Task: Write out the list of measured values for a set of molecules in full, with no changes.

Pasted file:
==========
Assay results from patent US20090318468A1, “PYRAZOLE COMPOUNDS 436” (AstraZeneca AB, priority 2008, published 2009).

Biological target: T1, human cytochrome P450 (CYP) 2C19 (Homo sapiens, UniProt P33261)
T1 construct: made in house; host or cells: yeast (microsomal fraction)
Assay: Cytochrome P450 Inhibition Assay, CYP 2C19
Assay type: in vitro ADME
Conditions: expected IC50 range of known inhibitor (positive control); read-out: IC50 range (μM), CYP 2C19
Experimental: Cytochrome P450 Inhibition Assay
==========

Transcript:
Assay results from patent US20090318468A1, “PYRAZOLE COMPOUNDS 436” (AstraZeneca AB, priority 2008, published 2009).

Biological target: T1, human cytochrome P450 (CYP) 2C19 (Homo sapiens, UniProt P33261)
T1 construct: made in house; host or cells: yeast (microsomal fraction)
Assay: Cytochrome P450 Inhibition Assay, CYP 2C19
Assay type: in vitro ADME
Conditions: expected IC50 range of known inhibitor (positive control); read-out: IC50 range (μM), CYP 2C19
Experimental: Cytochrome P450 Inhibition Assay